Saad Hariri returns to Lebanon after shock resignation


Lebanese Prime Minister Saad Hariri has visited the grave of his father, the late Prime Minister Rafiq Hariri, in his first stop since returning to Beirut late on Tuesday.

Al-Hariri sparked a crisis in Lebanon when he abruptly announced his resignation as prime minister while in Riyadh on 4 November, raising fears about his country's stability.

Hariri met with el-Sissi at the presidential palace in Cairo's upscale Heliopolis district and a cryptic statement by the Lebanese leader's press office later said the two discussed the "latest developments in Lebanon and the region".

"As you know I have resigned and we will talk about this matter in Lebanon", Hariri said. He has said he will return to Lebanon by Wednesday for the country's Independence Day celebrations, where he said he will clarify his position.

Okab Saqr, a member of parliament for Hariri's Future Movement, said after Hariri's visit to France he would have "a small Arab tour" before traveling to Beirut.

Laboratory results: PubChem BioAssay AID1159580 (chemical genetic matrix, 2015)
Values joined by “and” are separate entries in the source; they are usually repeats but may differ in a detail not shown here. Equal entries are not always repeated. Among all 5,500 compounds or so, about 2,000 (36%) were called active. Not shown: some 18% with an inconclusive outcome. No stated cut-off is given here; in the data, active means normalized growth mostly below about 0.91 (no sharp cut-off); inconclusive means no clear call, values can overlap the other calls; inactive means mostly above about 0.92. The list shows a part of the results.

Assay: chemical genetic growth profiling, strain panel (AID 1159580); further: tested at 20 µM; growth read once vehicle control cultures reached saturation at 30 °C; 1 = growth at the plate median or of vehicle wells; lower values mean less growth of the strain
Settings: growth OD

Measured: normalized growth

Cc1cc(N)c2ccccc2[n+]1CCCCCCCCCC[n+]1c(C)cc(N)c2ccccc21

Celebrities react to Morrissey's comments on sexual abuse and Kevin Spacey
But if everything went well, and if it had given them a great career, they would not talk about it. I hate sexual assault. 'Afterwards they find it embarrassing or they didn't like it.

Mr Hariri has close ties with Saudi Arabia.

Hezbollah and Iran claimed Hariri was held and forced to resign in Riyadh, which Hariri later denied in a TV interview in Riyadh and following his meeting with Macron in Paris.

Lebanon maintains a delicate sectarian balance after Sunnis, Shi'ites, Christians and Druze fought a civil war between 1975 and 1990, with factions often backed by regional rivals.

News of the joint Egypt-French effort to persuade Hariri to find a way out of the crisis was reported by Al-Akhbar, an authoritative Beirut daily that takes an anti-Saudi stand. Hariri's government, a power-sharing coalition formed previous year, includes Hezbollah.

On Saturday, U.S. President Donald Trump spoke with Macron about the situation in Lebanon and Syria. On Thursday, Foreign Minister Jean-Yves Le Drian, speaking alongside his Saudi counterpart, denounced Tehran's "hegemonic temptations".